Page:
There is something diabolically satisfying about watching a good mystery unfold onstage. Smart writing peppered with steely performances, impeccable timing, and a looming sense of uncertainty keeps the audience guessing. And that is just what University Theatre’s production of Holmes & Watson does.
Not to be confused with the abysmal 2018 film of the same name, Jeffrey Hatcher’s play starts several years after Sherlock Holmes supposedly perished at the falls at Reichenbach. Now, three men, all claiming to be Holmes, are confined in an asylum, and there is only one person who can identify which one of the three is the real Holmes.
Dr. Watson, I presume.
Classic mysteries are a part of University Theatre’s DNA. In fact, since the inception of TheatreFEST in the 1990s, North Carolina State’s University Theatre has produced nearly 20 mystery plays during its summer festival. The late John Mcllwee, a longtime Director at University Theatre, relished this type of meticulous storytelling. In fact, University Theatre Assistant Director Mia Self shared with me during an interview in 2019 that his enthusiasm for this genre was contagious.
“It is so easy to say, ‘Oh, I’ve seen Murder She Wrote,’ and lump it all together,” said Self. “But it’s about pulling all these engaging stories of what it is we do, and what motivates people to respond to each other on so many different levels, and that personal attachment to storytelling, and the idea that life is mysterious and there are so many pieces we don’t understand, that I keep finding really surprising.”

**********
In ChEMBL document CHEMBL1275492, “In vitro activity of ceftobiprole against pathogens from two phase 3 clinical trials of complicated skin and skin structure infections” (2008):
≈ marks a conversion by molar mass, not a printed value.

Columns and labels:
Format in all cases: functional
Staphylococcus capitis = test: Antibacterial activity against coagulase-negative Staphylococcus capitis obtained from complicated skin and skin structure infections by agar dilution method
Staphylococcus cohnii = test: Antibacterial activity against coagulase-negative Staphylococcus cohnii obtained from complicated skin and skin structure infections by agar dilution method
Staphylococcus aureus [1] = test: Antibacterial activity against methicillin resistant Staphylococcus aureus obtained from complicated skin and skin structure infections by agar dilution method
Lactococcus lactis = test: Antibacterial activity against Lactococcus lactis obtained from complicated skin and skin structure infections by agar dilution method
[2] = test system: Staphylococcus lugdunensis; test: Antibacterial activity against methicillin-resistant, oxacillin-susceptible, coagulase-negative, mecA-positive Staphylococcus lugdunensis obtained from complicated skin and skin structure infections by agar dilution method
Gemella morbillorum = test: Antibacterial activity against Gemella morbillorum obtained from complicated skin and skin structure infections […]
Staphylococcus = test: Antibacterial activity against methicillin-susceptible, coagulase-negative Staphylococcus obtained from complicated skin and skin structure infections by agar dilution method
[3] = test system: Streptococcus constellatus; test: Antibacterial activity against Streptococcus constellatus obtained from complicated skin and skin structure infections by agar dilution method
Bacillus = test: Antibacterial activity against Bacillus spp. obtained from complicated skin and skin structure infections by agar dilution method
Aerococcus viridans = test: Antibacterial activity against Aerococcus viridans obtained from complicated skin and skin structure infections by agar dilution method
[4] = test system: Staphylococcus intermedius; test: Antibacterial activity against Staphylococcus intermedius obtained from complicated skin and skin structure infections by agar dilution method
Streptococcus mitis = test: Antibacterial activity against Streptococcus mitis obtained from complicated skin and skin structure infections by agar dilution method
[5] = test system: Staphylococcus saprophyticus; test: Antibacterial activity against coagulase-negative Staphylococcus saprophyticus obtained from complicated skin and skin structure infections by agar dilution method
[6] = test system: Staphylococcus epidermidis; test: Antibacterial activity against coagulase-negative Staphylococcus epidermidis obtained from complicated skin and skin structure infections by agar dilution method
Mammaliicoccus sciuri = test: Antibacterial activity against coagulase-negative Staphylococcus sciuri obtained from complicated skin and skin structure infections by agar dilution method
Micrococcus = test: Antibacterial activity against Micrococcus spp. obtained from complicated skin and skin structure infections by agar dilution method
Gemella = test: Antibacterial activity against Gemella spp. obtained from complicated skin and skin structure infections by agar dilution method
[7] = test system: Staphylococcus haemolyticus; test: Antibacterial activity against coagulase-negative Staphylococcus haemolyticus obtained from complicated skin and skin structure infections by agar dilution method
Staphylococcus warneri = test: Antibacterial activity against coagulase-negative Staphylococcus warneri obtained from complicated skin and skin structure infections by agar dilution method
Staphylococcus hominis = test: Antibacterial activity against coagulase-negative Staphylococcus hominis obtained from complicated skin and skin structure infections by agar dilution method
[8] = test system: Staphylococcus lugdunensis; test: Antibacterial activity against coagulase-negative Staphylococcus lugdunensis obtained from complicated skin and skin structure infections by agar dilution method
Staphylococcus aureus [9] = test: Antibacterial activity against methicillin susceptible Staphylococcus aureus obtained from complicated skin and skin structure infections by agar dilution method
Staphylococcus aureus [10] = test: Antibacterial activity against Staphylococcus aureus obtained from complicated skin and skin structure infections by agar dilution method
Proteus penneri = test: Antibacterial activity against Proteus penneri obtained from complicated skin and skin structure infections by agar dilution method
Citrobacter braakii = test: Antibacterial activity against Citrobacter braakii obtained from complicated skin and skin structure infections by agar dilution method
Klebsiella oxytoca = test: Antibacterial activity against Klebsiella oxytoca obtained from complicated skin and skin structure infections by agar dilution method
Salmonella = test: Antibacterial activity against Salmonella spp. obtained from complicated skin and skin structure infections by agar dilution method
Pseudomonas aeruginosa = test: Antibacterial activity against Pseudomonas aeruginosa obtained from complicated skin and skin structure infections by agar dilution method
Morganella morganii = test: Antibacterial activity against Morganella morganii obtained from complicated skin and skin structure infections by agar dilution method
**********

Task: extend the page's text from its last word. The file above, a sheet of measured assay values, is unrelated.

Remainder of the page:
And that element of surprise is something Self revels in. Holmes & Watson marks the third TheatreFEST mystery she has directed, following The Hollow (2016) and Go Back for Murder (2019). In this instance, experience, along with her flair for rhythm and language, is unerring.
Of course, having an ominous playground from which the players can seemingly appear and disappear helps. Not surprisingly, Resident Scenic Designer Jayme Mellema’s austere multilevel set, including an impressive revolve, provides ample space for play and subterfuge. Strong technical elements, including Patrick Mathis’ lighting and sound design and Joshua Reaves’ projections, complement Mellema’s work and immerse the audience in this labyrinth.
During intermission, the audience is invited to “vote” on which one of the characters (if any) is the real Sherlock Holmes. On opening night, only five people guessed correctly, which is a testament to some strong performances by a very convincing and conspiring ensemble led by Gus Allen as Dr. Watson.
Holmes & Watson is the first production of several TheatreFEST events, culminating with the National Women’s Theatre Festival at the end of the month. University Theatre’s next show, Title of Show, opens this week.
Holmes & Watson runs through Sunday, June 11 at University Theatre. For more information about TheatreFEST visit https://theatre.arts.ncsu.edu/events-calendar/theatrefest/.
This Saturday, from 1:00 p.m. to 5:00 p.m., University Theatre will host an open house. Beltline to Broadway, along with 18 theater producers and presenters, will be participating.